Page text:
Enjoy life in the islands of Guadeloupe, a tropical Caribbean paradise located at the arc of the Leeward group of islands, in the eastern part of the Caribbean Sea. It is an overseas department of France and is therefore a part of the French Republic. The island is approximately 4515 miles from Paris and about 1910 miles from New York. It is known as the butterfly island for the shape of its twin islands, Grande-Terre and Basse-Terre. On the eastern wing of the butterfly island lays Grande-Terre, which is famous for its white sand beaches, resorts, sugarcane fields, royal palms, and museums. On the other side of the butterfly wing is the larger island, Basse-Terre, with its impressive botanical gardens, rain forest, waterfalls, world-class diving resorts, and historical landmarks. Guadeloupe's tropical wonders, coupled with the hospitality of the settlers, make it one of the top tourist destinations.


Guadeloupe is a French island, but its people and culture represents a harmonious blending of the East Indian, African, and European settlers. The majority of the people, about 90%, are black or mulatto, about 5% are white, while East Indians, Lebanese, and Chinese represent less than 5% of the population. For the people of Guadeloupe, the countenance of the heart is all that matters, and not the color of the skin. The estimated population as of 2007 is 456,698, a population density of 672 per sq mile. There is a growth rate of 0.8%; birth rate of 14.7/1000; infant mortality rate of 8.2/1000; and life expectancy is a high 78.2 years.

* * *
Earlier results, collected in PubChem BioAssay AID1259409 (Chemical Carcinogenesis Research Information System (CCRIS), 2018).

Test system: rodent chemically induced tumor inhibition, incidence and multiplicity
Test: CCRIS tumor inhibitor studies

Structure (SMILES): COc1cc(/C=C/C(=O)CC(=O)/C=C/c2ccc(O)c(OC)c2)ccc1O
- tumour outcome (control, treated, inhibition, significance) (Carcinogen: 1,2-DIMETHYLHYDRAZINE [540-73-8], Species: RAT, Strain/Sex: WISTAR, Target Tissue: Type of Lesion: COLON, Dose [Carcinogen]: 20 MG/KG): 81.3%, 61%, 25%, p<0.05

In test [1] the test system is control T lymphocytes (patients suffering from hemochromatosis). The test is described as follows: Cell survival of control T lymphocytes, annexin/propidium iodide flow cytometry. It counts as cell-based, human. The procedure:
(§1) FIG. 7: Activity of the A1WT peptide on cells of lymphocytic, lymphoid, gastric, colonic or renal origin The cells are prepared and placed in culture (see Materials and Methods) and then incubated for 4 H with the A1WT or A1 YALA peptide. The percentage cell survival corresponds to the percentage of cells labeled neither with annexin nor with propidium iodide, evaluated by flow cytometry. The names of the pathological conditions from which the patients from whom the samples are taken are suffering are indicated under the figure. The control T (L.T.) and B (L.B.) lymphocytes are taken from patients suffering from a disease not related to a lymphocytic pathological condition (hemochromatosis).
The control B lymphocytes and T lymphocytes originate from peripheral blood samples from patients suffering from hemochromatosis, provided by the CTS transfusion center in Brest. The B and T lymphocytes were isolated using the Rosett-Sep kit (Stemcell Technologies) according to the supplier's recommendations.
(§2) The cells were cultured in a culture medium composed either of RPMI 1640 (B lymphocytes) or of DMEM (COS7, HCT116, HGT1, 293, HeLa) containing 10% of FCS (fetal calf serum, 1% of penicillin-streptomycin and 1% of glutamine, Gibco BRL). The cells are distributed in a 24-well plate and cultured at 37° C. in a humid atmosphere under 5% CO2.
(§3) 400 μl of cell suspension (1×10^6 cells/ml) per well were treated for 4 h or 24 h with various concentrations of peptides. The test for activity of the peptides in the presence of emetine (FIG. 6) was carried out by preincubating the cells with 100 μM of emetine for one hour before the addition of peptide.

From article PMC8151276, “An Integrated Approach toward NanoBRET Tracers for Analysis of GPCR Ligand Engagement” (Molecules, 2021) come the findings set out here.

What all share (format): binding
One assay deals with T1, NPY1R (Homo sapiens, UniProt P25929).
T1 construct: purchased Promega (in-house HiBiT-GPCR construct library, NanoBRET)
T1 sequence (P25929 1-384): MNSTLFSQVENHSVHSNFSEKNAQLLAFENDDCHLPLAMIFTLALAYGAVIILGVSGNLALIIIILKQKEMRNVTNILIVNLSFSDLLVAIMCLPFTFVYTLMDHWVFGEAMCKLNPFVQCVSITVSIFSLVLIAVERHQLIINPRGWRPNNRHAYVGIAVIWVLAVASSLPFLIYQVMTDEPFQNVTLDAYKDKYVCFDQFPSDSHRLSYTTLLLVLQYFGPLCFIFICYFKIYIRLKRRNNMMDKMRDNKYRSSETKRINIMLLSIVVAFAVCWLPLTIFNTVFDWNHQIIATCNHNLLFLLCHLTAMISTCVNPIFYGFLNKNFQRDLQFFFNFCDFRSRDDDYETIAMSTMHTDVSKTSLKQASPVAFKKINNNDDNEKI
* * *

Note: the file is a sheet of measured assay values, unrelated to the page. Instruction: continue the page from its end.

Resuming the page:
The Pont de la Gabare Bridge over the Riviere Salee connects the "butterfly island", Basse-Terre and Grande-Terre. Aside from these two main islands, there are smaller islands: St. Barthelemy, St. Martin, Les Saintes, La Desirade, and Marie Galante. Rainforest, waterfalls, beaches, mountains, volcanic hills, plantations, and Creole gardens make Guadeloupe a natural wonderland. The average temperature is remarkably stable throughout the year. During winter the temperature remains around 74 degrees Fahrenheit and around 87 degrees Fahrenheit during summer.

There are two different seasons, the wet and dry season. Dry season is from December to May, and July to November is the most humid period.


The Carib Indians were the first settlers of Guadeloupe. They named the island Karukera, meaning Island of Beautiful Waters. Christopher Columbus, who landed on the island on November 4, 1493, changed the name to Guadeloupe after the famous sanctuary of Santa Maria de Guadalupe de Estremadura. The French colonized the island around 1635, and institutionalized slavery in 1644, when thousands of Africans were kidnapped and brought to the Caribbean islands to work as slaves on sugarcane plantations. These slaves cultivated gardens to feed themselves. They also planted herbs and spices for cooking.

In 1848, slavery was abolished through the efforts of Victor Schoelcher, paving the way to intermarriage among the settlers, Carib Indians, Africans, and Europeans; and the merger of their cultures. The term "Creole" designates the beautiful Caribbean way of life that developed with the union of their cultures. The gardens originally cultivated by the African slaves are now appreciated as the interesting Creole gardens, and the delicious combination of recipes resulted in what is now known as the delicious Creole cuisine.